It was mischievous, witty and a very good piece of fun. The entire cast nailed it. Again, this is a play that really needs to be seen. If you find yourself in London this summer, I certainly recommend going to watch it. View all 11 comments. Sep 05, James rated it liked it Shelves: 1-fiction , 4-written-preth-century. It was an opportunity to see his brilliance in writing something different and basically Well not really nothing, but you get the drift.

It was a decent play. And I can say that because I've read over 40 of his plays. It's not like I just picked a few up and said "Eh, it's decent," not having read enough to know. It's Shakespeare of course. And scholars can argue for hours about what it all meant, who really wrote it, what was being hidden in the lines and characters.

But for me Given I tend to like very character-driven stories or complex plots, this one doesn't rank very high on my scale for what I've read. Yes, the plot is fairly low-key It's very strong in terms of language, innuendo, imagery and balance. But as far as a leisurely and enjoyable read, I didn't take a whole lot from it. Of course, all English majors should read it.

But if you want some light re-exposure to Shakespeare, I wouldn't recommend this one as a starting place. About Me For those new to me or my reviews I write A LOT. Leave a comment and let me know what you think. Vote in the poll and ratings. Thanks for stopping by. Note : All written content is my original creation and copyrighted to me, but the graphics and images were linked from other sites and belong to them.

Many thanks to their original creators. In my innocence, I presumed buying Shakespeare would be a straight-forward business. As it turned out, my bookshop had multiple editions of the plays which was very impressive but left me with a dilemma: which edition to choose.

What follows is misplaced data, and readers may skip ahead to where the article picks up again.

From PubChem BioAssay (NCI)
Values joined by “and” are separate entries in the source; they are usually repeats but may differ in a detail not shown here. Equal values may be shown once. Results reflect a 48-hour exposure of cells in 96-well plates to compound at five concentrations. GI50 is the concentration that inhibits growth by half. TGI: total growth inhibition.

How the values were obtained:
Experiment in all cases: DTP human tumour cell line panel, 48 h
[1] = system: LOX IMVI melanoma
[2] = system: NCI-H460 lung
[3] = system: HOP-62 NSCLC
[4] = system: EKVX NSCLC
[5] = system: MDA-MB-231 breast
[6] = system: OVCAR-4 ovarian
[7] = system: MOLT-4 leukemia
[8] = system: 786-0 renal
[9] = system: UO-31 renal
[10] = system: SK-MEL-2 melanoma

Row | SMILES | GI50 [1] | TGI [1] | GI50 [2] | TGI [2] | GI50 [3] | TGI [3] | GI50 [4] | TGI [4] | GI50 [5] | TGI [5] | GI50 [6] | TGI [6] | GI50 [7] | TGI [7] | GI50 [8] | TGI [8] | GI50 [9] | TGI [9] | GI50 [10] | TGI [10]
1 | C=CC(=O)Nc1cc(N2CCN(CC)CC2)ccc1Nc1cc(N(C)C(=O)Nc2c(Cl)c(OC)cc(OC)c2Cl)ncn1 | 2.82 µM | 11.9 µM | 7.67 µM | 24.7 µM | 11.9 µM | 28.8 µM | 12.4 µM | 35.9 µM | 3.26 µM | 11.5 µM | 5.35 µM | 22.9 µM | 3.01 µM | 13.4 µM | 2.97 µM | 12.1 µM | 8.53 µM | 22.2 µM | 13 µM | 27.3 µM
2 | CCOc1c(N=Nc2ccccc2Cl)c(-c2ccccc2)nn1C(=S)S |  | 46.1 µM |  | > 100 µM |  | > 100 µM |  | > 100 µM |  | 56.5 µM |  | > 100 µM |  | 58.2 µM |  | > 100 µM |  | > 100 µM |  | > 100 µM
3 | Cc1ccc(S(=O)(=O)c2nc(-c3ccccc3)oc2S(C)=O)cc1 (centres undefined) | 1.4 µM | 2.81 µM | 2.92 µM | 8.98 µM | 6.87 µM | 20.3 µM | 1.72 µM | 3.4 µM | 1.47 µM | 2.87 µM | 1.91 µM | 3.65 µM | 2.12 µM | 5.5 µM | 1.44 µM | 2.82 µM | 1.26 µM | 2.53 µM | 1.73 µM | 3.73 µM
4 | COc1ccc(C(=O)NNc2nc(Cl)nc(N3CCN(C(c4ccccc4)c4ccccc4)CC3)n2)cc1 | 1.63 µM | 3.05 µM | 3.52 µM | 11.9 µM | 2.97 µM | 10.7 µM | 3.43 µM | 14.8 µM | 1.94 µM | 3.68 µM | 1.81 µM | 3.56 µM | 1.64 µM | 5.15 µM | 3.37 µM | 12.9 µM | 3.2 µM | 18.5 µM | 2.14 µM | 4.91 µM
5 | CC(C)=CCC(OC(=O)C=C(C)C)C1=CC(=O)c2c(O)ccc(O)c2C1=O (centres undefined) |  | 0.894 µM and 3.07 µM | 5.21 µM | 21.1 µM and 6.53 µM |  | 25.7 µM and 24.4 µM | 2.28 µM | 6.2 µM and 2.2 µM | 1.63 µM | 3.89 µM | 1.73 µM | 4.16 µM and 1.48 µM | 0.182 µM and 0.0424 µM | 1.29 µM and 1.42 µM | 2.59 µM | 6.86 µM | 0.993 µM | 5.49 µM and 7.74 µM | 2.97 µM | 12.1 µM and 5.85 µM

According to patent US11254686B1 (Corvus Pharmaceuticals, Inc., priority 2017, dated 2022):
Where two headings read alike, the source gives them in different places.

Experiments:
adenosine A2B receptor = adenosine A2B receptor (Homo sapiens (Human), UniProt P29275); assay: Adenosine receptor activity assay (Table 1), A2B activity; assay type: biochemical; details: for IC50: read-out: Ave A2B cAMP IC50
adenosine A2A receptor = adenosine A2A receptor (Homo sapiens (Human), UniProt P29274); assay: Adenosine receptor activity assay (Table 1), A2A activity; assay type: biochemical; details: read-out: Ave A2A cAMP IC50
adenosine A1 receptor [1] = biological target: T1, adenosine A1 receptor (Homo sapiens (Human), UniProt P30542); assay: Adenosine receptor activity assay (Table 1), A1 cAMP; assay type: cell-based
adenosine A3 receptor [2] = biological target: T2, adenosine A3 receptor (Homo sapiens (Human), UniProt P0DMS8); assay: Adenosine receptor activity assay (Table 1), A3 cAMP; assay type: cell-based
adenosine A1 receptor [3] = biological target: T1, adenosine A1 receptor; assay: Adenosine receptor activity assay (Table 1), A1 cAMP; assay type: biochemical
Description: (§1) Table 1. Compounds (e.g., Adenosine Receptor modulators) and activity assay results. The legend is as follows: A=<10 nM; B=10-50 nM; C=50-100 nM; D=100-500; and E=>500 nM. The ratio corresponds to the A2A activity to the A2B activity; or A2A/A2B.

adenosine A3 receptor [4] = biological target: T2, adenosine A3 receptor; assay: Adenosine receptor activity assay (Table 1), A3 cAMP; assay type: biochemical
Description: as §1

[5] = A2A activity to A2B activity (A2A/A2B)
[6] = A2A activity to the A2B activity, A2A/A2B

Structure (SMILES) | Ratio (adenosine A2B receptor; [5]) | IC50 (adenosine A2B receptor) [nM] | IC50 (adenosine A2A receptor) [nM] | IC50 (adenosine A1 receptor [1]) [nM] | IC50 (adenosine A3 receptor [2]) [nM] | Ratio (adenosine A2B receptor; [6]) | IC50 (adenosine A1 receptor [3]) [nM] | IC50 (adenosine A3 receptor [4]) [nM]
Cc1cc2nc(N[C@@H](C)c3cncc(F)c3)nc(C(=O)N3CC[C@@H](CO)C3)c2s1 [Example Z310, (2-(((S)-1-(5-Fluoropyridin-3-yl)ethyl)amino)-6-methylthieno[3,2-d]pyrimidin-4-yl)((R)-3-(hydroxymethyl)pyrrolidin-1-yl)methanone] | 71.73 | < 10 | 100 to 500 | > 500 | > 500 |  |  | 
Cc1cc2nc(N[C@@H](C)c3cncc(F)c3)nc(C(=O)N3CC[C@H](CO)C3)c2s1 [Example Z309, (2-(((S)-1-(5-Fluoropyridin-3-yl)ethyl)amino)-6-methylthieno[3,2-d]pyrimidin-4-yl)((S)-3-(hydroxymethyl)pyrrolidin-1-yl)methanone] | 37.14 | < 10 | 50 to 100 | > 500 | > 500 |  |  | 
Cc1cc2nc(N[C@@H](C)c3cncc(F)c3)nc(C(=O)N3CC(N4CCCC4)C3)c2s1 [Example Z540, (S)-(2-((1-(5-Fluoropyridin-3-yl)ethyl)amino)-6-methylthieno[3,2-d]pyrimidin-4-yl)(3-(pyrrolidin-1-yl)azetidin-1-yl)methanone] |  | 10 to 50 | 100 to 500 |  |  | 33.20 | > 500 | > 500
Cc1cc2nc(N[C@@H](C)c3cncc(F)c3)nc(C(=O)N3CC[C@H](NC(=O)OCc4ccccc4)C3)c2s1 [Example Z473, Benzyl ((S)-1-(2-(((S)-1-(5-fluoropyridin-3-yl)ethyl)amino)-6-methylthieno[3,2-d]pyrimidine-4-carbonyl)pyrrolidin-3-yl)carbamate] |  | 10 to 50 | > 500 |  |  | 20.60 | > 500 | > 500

Perhaps a 'Complete Works' was the way to go, I thought. I took a large volume down from the shelf and immediately looked around for a chair. Just holding it required sitting down, it was so heavy. I couldn't imagine reading it in bed - and the bath was definitely out! The pages were very flimsy too, and the font was tiny. Poor quality print was a problem with single editions as well. I ruled out others because the introduction took up two-thirds of the book. I was getting more and more frustrated. Then I realised I was making a bigger fuss about choosing a book than I'd ever done before so I grabbed the least objectionable edition of 'Much Ado about Nothing' and headed for the cash desk.

Fortunately, it doesn't take long for the misunderstandings to be resolved and order to be restored. In that sense the play is literally much ado about nothing. Beatrice has the wittiest lines and the cleverest insights - especially about marriage and what it means for women.

Only Beatrice retains our full respect. For me, it is all about her, as if Shakespeare used the plot simply as a frame for her speeches. I couldn't get enough of them. I began to see parallels between Beatrice and Isabel Archer. Somewhat trivial parallels, you might say, but there are more. When we first meet Beatrice and Isabel, their unconventional manners set them apart immediately.

They both have a reputation for being originals. Beatrice is at her best when engaged in a battle of wits. Isabel too enjoys sparring with anyone who will engage her. We soon discover that they each have a strong sense of who they are and a radical dislike of anyone controlling their destiny. But they are not radical just for the sake of it. Isabel is not a reformer like her friend Henrietta Stackpoole, and Beatrice is not as intractable as Kate from 'The Taming of the Shrew'.